Program directors and applicants were concerned that we would not get a good “feel” for individual programs without physically being there. I found conversations with fellows and attendings at various programs to be incredibly helpful in filling this gap. To my own surprise, by the end of most interview days, I logged off feeling as though I had a pretty good sense of what each program valued and ways and whether it might be a good fit for me.
Virtual interviews should be an opportunity to re-think how we do interviews
Instead of perceiving it as a crutch, program directors should view the virtual aspect as a chance to revitalize the interview day and distill it to its essentials. In some interviews, it felt as though programs were trying to recreate the entire in-person interview day on Zoom. This is a flawed approach because not everything translates well to Zoom. For example, pre-produced videos about the program do not need to be played in real-time during the interview day – applicants can watch these on their own time. Likewise, some PowerPoint presentations could also be pre-recorded for applicants to view in advance. The end result would be a leaner, more efficient interview day in which the limited on-camera time is spent interacting with others, so that applicants come away with a more nuanced and comprehensive understanding of each program without spending an entire business day on camera.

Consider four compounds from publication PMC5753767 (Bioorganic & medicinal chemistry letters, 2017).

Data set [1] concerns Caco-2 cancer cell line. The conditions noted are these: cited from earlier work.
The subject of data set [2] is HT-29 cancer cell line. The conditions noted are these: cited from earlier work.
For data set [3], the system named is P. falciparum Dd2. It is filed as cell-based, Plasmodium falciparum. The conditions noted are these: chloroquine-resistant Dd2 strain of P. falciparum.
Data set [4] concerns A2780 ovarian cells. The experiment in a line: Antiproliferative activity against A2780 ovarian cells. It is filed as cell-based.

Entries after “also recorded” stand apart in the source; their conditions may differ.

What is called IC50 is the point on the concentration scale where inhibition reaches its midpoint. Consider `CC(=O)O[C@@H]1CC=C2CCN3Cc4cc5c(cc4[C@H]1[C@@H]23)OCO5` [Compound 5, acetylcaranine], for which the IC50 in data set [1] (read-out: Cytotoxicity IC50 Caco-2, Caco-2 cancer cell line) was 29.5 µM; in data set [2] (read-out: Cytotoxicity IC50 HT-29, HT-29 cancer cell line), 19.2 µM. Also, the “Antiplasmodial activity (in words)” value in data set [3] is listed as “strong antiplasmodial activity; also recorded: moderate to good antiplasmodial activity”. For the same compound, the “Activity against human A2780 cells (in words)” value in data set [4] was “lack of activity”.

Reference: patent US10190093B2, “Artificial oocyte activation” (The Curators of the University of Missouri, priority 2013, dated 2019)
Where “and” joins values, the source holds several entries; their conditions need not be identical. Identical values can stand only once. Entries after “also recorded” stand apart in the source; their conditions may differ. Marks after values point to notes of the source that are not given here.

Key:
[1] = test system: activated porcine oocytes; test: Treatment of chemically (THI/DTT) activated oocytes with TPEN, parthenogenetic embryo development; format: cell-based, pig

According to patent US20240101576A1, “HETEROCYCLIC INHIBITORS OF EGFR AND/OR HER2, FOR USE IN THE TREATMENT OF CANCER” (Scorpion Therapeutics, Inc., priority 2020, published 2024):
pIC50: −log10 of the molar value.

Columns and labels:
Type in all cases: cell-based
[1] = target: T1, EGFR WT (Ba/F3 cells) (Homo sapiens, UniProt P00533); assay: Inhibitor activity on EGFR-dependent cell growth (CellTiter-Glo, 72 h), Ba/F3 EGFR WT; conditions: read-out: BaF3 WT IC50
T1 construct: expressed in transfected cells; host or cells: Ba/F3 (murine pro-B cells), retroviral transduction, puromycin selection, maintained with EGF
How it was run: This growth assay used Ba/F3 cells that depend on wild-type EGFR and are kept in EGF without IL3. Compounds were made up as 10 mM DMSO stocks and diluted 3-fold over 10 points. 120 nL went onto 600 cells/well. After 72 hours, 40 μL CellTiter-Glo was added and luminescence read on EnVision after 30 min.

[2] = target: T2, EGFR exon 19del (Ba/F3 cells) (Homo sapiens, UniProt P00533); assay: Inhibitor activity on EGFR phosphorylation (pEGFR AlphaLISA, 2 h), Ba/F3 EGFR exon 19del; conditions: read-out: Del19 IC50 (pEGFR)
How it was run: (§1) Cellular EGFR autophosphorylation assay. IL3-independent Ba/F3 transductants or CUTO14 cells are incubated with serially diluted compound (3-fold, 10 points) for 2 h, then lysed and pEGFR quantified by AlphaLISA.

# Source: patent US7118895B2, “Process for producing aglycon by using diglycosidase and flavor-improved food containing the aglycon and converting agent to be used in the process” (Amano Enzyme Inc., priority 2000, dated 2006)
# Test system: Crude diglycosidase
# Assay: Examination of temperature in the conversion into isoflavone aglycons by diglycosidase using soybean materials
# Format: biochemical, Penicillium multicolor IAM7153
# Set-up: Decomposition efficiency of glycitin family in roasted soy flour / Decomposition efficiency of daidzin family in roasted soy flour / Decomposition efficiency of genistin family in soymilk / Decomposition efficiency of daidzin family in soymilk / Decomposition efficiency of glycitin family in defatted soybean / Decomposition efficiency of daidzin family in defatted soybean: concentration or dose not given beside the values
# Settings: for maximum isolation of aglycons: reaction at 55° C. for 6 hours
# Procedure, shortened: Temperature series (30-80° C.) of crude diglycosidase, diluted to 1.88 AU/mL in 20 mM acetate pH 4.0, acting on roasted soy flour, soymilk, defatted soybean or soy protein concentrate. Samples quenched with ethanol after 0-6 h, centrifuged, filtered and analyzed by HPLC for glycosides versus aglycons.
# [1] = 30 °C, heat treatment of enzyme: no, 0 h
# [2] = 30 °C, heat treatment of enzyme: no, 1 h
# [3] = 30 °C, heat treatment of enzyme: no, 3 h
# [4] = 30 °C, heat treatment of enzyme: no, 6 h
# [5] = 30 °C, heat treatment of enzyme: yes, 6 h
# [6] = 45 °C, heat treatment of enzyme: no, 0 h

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Andi Shahu is a first-year Cardiology fellow at Yale-New Haven Hospital in New Haven, CT and a recent graduate of the Osler Medical Residency at Johns Hopkins Hospital. He is interested in the intersection between cardiovascular outcomes, health equity, and health policy. He is a member of the Council On Quality of Care and Outcomes Research (QCOR). He also loves traveling, writing, music and running. You can follow him on Twitter @andishahu.